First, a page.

Are you strong and fast?
Generally speaking, most volleyball players spend too much time solely focusing on improving speed and power.
They have very likely maxed out their power improvements.
Therefore, many players can make great gains in power just by making a conscious effort to improve strength.
This is especially important because strength is a big foundation for power.
This is why improving strength is so important.
You want to be strong, fast, and explosive when you make quick movements on defense, approaching to spike, and jumping to block.
If you have a limited base of strength, then your potential for building power is limited.
1) Building Absolute Strength with squats and deadlifts. Weight moved quickly while still being relative to your one rep max.
2) Building Strength Speed with Olympic type lifts (such as hang cleans).
3) Building Speed Strength with jump squats, working with weight vests, kettlebell swings, medicine ball throws, etc.
4) Building Absolute Speed with plyometrics (jump training) and sprint training.
The reason many volleyball players make great gains from a strength training program is because a properly designed program has much more focus on developing strength than speed.
The most common mistake is spending too much time at the Absolute Speed end of the spectrum.
Just by focusing solely on the other end of the spectrum, Absolute Strength, you end up making the most out of the other components of the continuum.
This is what a good strength training program will accomplish.
If you want to be an explosive volleyball player, you must have a strong strength base.
Strength is the foundation for power.
Improve your absolute strength and maximize your improvements in power.
The actual movements on the volleyball court definitely have more of an absolute
speed component than absolute strength.
For example, the movements in volleyball such as jumping and spiking would be more on the absolute speed side of the continuum. This is why most volleyball coaches will have players mainly focus on low impact plyometrics, jump training, agility, and other types of explosive exercises.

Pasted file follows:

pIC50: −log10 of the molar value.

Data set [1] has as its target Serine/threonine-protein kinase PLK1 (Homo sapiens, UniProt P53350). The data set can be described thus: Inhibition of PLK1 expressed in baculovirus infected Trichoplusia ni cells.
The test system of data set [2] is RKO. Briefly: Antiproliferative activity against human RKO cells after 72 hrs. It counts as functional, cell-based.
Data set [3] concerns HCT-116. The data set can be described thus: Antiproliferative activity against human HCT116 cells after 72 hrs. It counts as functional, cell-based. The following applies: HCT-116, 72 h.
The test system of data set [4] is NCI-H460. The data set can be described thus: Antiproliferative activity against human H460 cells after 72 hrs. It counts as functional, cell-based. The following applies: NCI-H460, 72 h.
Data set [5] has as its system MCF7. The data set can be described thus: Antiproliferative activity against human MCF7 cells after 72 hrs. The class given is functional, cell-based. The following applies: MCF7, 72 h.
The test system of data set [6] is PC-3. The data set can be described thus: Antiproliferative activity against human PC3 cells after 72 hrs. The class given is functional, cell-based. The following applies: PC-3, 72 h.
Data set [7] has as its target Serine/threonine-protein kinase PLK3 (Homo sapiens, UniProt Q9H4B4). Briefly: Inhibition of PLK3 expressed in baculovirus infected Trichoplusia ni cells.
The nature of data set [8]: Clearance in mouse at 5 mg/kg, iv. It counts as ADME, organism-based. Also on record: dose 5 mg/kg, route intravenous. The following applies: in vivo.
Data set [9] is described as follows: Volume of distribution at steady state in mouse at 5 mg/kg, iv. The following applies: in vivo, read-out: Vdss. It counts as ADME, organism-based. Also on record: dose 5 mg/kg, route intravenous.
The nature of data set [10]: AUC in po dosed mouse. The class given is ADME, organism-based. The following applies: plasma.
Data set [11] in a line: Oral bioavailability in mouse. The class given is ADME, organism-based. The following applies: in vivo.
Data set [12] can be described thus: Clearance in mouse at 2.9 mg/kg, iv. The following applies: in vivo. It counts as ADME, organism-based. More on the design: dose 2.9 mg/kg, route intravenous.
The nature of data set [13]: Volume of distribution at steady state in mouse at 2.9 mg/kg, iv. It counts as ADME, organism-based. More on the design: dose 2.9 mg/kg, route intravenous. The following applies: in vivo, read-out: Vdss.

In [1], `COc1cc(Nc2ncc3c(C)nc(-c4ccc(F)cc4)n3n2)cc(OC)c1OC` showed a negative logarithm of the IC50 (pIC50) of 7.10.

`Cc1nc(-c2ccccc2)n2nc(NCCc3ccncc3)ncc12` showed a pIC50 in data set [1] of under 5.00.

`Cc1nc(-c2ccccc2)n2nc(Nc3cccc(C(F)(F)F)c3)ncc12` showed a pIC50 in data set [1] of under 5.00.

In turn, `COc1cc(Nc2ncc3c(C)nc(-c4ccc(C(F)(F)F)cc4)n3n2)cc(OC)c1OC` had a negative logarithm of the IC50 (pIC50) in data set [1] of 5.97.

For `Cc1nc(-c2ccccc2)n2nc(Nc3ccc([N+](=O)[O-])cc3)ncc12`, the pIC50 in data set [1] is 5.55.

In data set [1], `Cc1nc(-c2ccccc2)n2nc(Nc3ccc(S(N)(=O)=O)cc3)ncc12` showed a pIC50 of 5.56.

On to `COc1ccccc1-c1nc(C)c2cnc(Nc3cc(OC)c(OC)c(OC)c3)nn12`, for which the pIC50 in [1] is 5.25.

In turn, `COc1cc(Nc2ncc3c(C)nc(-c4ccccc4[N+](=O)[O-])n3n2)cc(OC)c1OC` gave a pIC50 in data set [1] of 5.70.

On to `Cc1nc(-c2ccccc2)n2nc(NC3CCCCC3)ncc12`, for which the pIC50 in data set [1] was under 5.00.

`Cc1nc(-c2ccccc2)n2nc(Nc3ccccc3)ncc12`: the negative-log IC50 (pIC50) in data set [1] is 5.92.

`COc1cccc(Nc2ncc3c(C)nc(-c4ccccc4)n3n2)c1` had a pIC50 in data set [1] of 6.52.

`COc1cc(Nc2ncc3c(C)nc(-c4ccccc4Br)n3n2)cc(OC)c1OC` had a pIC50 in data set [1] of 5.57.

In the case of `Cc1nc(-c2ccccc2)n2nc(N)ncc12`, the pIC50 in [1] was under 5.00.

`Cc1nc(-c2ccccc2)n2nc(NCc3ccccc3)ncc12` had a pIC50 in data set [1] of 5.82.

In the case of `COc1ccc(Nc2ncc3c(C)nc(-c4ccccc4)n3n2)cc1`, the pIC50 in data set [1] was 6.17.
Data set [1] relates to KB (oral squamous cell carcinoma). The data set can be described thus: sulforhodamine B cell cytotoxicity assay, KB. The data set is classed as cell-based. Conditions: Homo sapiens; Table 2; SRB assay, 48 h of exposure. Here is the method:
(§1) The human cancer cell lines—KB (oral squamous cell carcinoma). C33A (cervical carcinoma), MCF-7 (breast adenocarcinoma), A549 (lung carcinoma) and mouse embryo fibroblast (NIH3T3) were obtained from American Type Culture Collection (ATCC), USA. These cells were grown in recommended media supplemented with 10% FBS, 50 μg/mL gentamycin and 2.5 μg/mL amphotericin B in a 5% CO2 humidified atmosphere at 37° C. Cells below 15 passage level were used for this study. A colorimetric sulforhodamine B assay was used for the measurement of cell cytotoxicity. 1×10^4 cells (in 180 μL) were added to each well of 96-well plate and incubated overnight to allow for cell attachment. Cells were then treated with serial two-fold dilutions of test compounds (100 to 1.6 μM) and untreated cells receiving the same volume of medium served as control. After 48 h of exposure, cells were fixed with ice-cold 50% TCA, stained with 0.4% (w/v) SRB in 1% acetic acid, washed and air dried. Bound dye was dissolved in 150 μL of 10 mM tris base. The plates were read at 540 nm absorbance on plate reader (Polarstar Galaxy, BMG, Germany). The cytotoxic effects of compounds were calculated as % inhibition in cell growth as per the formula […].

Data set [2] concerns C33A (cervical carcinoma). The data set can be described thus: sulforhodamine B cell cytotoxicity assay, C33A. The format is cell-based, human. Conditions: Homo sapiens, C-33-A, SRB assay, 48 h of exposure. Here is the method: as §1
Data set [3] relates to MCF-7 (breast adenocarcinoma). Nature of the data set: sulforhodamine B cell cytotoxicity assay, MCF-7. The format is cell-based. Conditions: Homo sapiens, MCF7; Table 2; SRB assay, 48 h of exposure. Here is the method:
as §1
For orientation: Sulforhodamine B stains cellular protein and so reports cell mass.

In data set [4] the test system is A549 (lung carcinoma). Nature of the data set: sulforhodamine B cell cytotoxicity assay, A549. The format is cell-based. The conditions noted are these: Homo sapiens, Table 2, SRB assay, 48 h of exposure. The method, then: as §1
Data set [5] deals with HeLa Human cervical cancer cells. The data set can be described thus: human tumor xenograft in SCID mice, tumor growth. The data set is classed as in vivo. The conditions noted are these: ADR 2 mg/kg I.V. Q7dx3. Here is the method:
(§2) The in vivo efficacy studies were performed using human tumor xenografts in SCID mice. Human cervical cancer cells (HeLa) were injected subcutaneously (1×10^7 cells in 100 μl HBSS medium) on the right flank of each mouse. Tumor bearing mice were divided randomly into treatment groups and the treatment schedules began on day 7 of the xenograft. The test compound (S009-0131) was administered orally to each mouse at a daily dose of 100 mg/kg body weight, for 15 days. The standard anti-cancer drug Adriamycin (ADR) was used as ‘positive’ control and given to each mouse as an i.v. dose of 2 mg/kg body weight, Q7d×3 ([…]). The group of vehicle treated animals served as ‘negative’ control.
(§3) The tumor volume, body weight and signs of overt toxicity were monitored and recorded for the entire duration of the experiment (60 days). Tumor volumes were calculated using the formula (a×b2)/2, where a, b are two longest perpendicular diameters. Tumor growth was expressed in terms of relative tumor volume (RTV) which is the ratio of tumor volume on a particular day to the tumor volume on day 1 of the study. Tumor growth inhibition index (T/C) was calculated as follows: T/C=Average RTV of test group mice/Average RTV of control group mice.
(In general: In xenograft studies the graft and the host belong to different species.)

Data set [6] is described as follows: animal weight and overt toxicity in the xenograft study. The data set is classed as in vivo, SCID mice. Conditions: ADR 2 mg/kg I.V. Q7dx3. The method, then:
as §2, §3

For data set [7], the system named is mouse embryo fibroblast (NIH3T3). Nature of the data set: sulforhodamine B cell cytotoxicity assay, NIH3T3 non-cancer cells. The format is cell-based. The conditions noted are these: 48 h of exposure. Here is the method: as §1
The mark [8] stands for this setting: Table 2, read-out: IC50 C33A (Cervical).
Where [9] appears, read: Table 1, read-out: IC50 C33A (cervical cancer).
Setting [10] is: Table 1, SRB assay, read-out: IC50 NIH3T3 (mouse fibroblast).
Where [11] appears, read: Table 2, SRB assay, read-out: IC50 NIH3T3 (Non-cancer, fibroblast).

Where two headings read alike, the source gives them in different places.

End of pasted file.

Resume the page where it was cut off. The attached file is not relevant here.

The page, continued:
Volleyball players are already getting a lot of exposure to explosive movements just by playing the sport.
Explosive Training Creates Explosive Athletes
Since most high school volleyball players spend so much more court time focusing on the absolute speed stuff rather than strength, they will get a lot out of absolute strength training once they finally hit the weight room hard.
Most volleyball players have long competitive seasons. For example, the
average female high school volleyball player will likely have a schedule
that looks something like this...
High school team tryouts. Practices 3 to 6 times a week.
September and October
3 practices a week. 2 matches a week. 3 or 4 tournaments during the high school season.
Club tryouts. Club practices start up 3 to 4 times a week.
Practicing with the club team 3 to 4 times a week.
January to April
Club practices 3 to 4 times a week and also 2 tournaments a month.
May to July
Club season comes to an end. Private lessons. High school team summer league. Volleyball camps.
Since volleyball has become a year round sport, you can see it can be difficult for players to really "train" hard.
Especially with the lack of knowledge about the importance of strength and power for volleyball, many players just go play a lot of volleyball with the hopes of becoming better just by playing more.
The best volleyball players don't play in the off-season; they train.
The best players come back faster and stronger year-after-year simply because they don't specialize (focusing specifically on training speed and power) in the off-season.
The off-season is the perfect time to focus more on increasing absolute strength.
Training for volleyball is different than training for other sports.
Volleyball is different than other sports in that there isn't as big of an aerobic component to the sport. For example, in soccer and basketball there is a lot of long sprints and constant running.
Basketball players are essentially running laps for 40-48 minutes while also using an anaerobic component for making quick explosive movements.
Play in volleyball isn't constant. For example, most rallies in volleyball last 5 to 15 seconds. Then players have about 15 to 30 seconds to recover for the next rally.
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